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Quote CollegeConservative:

Fine you know what will happen if u do that? all the corporations will dissolve ad form Llp and sell units instead of stock dorhthe tax is pushed to the investor and it is taxed as income not capital gains.

I don't have a problem with you posting your right-wing ideologies, but dammit could you please make an effort to MAKE SENSE??!!!

I don't understand who or what you're replying to.

Earned Income is generally taxed at a higher rate than Capital Gains and has been for, like, forever.

I don't know if Exxon can change its structure to be an LLP. But assuming it could, and the result would be something the godless left would not want, guess what? Those laws can be changed, too.

chilidog
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[/quote] "Entitlement Society"

No it's a one bracket account.

First you say that you start with x dollars. The rate of return is r, tax rate t, inflation rate i, and n represents the nth year.

You start with x dollars so after 1 year you make x(1+r) dollars. That's then taxed and you keep x(1+r(1-t)) dollars. You start with the 1 so that's not taxed. The amount the government collects after the first year is xrt. For the second year you start with the amount you keep: x(1+r(1-t)) dollars. That grow at a rate of (1+r). So you keep x(1+r(1-t))(1+r-t)=x(1+r(1-t)^2 and xrt(1+r(1-t)) goes to the government. And if you keep doing this there's a patern and you'll see that the government will collect the sum from n=1 to infinite of: xrt(1+r(1-t))^(n-1), but you have to use the rate of inflation to discount each year back to its real value so the formula is:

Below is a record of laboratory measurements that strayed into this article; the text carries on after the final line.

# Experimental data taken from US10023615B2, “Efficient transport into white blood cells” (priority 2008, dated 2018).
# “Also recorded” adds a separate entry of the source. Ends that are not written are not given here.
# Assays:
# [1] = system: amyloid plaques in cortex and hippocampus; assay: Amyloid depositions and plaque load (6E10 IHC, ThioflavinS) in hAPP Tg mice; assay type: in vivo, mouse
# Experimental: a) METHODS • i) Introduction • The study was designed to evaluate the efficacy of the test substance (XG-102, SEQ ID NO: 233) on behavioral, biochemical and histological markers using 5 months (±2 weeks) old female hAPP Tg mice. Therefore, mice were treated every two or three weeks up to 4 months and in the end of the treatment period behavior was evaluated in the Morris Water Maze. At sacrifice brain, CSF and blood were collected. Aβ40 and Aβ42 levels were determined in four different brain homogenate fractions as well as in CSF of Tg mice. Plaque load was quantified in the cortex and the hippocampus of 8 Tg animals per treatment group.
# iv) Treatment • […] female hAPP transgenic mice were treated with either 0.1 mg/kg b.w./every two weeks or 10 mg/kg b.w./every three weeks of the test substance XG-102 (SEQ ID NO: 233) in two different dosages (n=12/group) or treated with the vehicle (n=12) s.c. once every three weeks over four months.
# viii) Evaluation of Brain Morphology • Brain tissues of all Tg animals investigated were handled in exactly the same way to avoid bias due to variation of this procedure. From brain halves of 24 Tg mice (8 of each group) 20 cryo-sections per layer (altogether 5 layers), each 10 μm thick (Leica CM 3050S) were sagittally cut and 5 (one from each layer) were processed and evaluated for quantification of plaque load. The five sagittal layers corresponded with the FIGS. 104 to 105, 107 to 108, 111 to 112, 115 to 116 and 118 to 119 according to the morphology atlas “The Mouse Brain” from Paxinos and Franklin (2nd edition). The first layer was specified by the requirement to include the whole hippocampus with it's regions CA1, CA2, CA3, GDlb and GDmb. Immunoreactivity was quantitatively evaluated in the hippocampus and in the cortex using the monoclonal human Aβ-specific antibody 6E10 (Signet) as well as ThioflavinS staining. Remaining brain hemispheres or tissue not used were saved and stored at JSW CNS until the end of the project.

the sume from n=1 to infinite of: (xrt(1+r(1-t))^(n-1))/((1+i)^n)

And you can use properties from real analysis to see that as you're making more than the rate of inflation, if you leave your money in the account, you want the tax rate to be infinitely close to 0, but not 0 to maximize government revenues as n years goes to infinite.

[/quote] "anti-Republicon" Well, that certainly makes it perfectly clear. Thank you!

anti-Republicon
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Aug. 21, 2011 10:37 pm

I’m all for certainty. Let all of the Bush tax cuts expire.

The Republicans should say that they will not keep introducing uncertainty into the process by fighting to keep those destructive tax cuts in place.

Uncertainty works both ways. It is ironic that the Repubs accuse the Dems of causing uncertainty when they are the masters of this practice.

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olenzekm
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Quote Entitlement Society:

the sume from n=1 to infinite of: (xrt(1+r(1-t))^(n-1))/((1+i)^n)

The problem with this analysis is that we do not have “infinite” years. If you allow me to use power series going out to infinity I could prove all sorts of things.

As Keynes said, “… in the long run we’re all dead.” You have given new meaning to that phrase.

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olenzekm
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Oct. 26, 2010 11:01 am

Some kinds of economic activity are not good.

The biggest problem with lowering the capital gains rate is that it will further skew the income inequality that is already too great. This is a problem not because of envy, but because too much “hot” money in the hands of the speculating class causes economic bubbles followed by crashes.

That problem is already bad let’s not make it worse!

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olenzekm